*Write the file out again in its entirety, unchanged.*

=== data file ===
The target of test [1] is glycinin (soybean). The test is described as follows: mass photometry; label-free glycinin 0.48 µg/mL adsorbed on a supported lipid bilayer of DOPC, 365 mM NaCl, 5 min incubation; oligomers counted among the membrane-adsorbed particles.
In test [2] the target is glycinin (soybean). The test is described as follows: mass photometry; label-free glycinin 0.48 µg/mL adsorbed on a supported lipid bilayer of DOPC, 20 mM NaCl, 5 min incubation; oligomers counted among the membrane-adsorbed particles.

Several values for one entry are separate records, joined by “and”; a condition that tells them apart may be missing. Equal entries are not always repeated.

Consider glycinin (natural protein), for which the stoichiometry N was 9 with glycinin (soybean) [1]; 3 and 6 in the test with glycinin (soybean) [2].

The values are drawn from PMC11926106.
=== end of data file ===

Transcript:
The target of test [1] is glycinin (soybean). The test is described as follows: mass photometry; label-free glycinin 0.48 µg/mL adsorbed on a supported lipid bilayer of DOPC, 365 mM NaCl, 5 min incubation; oligomers counted among the membrane-adsorbed particles.
In test [2] the target is glycinin (soybean). The test is described as follows: mass photometry; label-free glycinin 0.48 µg/mL adsorbed on a supported lipid bilayer of DOPC, 20 mM NaCl, 5 min incubation; oligomers counted among the membrane-adsorbed particles.

Several values for one entry are separate records, joined by “and”; a condition that tells them apart may be missing. Equal entries are not always repeated.

Consider glycinin (natural protein), for which the stoichiometry N was 9 with glycinin (soybean) [1]; 3 and 6 in the test with glycinin (soybean) [2].

The values are drawn from PMC11926106.